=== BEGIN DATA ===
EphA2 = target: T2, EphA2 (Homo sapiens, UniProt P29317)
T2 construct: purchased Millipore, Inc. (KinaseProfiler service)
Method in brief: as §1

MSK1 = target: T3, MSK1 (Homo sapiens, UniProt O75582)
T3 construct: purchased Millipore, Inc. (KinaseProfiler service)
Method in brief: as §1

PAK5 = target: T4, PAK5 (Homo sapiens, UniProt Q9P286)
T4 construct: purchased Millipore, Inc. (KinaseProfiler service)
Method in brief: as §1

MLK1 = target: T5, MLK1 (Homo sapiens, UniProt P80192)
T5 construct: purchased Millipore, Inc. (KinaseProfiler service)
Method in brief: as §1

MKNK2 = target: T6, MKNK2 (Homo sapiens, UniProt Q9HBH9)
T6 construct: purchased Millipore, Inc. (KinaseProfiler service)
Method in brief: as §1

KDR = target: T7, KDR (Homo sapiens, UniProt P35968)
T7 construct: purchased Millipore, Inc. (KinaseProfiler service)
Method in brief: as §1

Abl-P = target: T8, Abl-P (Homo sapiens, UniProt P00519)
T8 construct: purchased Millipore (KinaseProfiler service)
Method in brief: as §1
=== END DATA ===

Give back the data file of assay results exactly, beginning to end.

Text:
EphA2 = target: T2, EphA2 (Homo sapiens, UniProt P29317)
T2 construct: purchased Millipore, Inc. (KinaseProfiler service)
Method in brief: as §1

MSK1 = target: T3, MSK1 (Homo sapiens, UniProt O75582)
T3 construct: purchased Millipore, Inc. (KinaseProfiler service)
Method in brief: as §1

PAK5 = target: T4, PAK5 (Homo sapiens, UniProt Q9P286)
T4 construct: purchased Millipore, Inc. (KinaseProfiler service)
Method in brief: as §1

MLK1 = target: T5, MLK1 (Homo sapiens, UniProt P80192)
T5 construct: purchased Millipore, Inc. (KinaseProfiler service)
Method in brief: as §1

MKNK2 = target: T6, MKNK2 (Homo sapiens, UniProt Q9HBH9)
T6 construct: purchased Millipore, Inc. (KinaseProfiler service)
Method in brief: as §1

KDR = target: T7, KDR (Homo sapiens, UniProt P35968)
T7 construct: purchased Millipore, Inc. (KinaseProfiler service)
Method in brief: as §1

Abl-P = target: T8, Abl-P (Homo sapiens, UniProt P00519)
T8 construct: purchased Millipore (KinaseProfiler service)
Method in brief: as §1